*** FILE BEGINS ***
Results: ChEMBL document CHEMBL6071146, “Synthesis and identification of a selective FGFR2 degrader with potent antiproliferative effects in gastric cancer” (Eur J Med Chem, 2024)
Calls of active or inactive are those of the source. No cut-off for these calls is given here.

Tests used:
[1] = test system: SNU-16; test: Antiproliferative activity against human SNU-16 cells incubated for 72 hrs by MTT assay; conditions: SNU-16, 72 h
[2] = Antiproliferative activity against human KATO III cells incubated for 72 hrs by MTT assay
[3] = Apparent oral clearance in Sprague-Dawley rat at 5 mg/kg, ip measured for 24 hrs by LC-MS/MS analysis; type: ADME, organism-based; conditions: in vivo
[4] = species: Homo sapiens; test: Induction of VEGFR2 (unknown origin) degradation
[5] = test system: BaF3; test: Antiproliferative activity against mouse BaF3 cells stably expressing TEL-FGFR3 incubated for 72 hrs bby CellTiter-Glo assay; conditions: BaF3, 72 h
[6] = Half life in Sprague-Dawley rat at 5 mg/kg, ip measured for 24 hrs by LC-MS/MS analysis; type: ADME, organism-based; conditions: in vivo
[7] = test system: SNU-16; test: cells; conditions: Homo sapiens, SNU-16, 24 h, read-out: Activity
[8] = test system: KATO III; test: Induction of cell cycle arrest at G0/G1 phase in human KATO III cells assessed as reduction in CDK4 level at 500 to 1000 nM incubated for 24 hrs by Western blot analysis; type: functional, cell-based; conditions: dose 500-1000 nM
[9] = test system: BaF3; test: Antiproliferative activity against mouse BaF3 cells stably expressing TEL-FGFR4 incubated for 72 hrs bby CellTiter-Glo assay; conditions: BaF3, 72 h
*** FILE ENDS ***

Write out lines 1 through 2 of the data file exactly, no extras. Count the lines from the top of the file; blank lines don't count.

Results: ChEMBL document CHEMBL6071146, “Synthesis and identification of a selective FGFR2 degrader with potent antiproliferative effects in gastric cancer” (Eur J Med Chem, 2024)
Calls of active or inactive are those of the source. No cut-off for these calls is given here.